Acknowledging that the Cultural Community had lobbied for this kind of public private sector partnership for quite some time, the Tourism Minister stressed the importance of the inter-industry linkages and sweeping economic impact of this cultural event and pointed out that Bahamians are limited only by their imagination.
“The pervasive and far reaching economic impact of Bahamas Junkanoo Carnival cannot be understated as companies in industries as diverse as tourism, communications, transportation and events promotions to costume design, printers, artisans and even food vendors are all being positively impacted. This festival has the capacity to catapult the culture industry into a year-round industry and is only limited by the imagination and entrepreneurial spirit of Bahamians and for those who dare to dream, dream big and think “outside of the box” for the sky is the limit.”
Prime Minister tours Abaco’s Baker’s Bay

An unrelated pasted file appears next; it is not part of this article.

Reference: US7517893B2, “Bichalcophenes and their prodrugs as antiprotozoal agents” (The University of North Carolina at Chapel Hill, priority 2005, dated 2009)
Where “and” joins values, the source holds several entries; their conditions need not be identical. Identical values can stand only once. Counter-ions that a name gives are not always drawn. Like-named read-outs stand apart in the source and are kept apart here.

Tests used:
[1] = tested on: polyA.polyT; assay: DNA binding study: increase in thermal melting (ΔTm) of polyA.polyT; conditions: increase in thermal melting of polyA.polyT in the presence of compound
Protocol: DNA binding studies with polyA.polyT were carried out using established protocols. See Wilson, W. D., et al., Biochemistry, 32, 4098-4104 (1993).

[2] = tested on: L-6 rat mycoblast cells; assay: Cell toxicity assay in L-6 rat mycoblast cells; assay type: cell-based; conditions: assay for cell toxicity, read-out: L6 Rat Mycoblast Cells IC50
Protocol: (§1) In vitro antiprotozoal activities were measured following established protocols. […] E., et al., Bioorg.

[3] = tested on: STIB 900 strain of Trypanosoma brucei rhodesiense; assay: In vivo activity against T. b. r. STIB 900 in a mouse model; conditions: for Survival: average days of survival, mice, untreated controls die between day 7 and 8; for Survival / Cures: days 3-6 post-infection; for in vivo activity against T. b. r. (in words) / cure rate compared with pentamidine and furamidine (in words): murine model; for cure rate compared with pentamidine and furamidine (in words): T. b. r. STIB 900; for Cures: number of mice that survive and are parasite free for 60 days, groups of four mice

The Baker’s Bay Golf and Ocean Club, located on Great Guana Cay in the Abacos, is the third largest resort development in The Bahamas, behind Cable Beach’s Baha Mar and Paradise Island Atlantis Resort and the largest private employer in Abaco. More than $600 million has been invested in this project since phase one some ten years ago; the resort has created about 800 construction and operational jobs and it is estimated that nearly $1 billion has been pumped into the Bahamian economy as a result of this project. It has proven itself recession proof over the years and is a bona-fide success story.
It is against this backdrop that Prime Minister the Rt. Hon. Perry G. Christie and his ministerial delegation including DPM Philip Davis and Tourism Minister Hon. Obie Wilchcombe toured the luxury resort on Thursday of this week to see and hear of its impressive success, rapid expansion plans and its significant impact on the local economy. The Prime Minister spoke of Baker’s Bay future expansion plans.